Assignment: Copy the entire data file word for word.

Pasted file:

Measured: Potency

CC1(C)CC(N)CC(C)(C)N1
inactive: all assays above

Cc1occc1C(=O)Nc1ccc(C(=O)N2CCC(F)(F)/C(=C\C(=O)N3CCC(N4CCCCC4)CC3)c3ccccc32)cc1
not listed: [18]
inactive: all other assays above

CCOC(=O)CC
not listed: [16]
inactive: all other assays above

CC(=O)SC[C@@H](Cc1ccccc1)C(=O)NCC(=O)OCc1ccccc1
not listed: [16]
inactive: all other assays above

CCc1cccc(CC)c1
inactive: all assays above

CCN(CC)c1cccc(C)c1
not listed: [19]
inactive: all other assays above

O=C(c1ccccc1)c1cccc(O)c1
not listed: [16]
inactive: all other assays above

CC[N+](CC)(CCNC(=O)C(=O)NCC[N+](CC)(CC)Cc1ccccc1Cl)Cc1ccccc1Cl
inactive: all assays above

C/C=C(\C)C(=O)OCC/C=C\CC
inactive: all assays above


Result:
Measured: Potency

CC1(C)CC(N)CC(C)(C)N1
inactive: all assays above

Cc1occc1C(=O)Nc1ccc(C(=O)N2CCC(F)(F)/C(=C\C(=O)N3CCC(N4CCCCC4)CC3)c3ccccc32)cc1
not listed: [18]
inactive: all other assays above

CCOC(=O)CC
not listed: [16]
inactive: all other assays above

CC(=O)SC[C@@H](Cc1ccccc1)C(=O)NCC(=O)OCc1ccccc1
not listed: [16]
inactive: all other assays above

CCc1cccc(CC)c1
inactive: all assays above

CCN(CC)c1cccc(C)c1
not listed: [19]
inactive: all other assays above

O=C(c1ccccc1)c1cccc(O)c1
not listed: [16]
inactive: all other assays above

CC[N+](CC)(CCNC(=O)C(=O)NCC[N+](CC)(CC)Cc1ccccc1Cl)Cc1ccccc1Cl
inactive: all assays above

C/C=C(\C)C(=O)OCC/C=C\CC
inactive: all assays above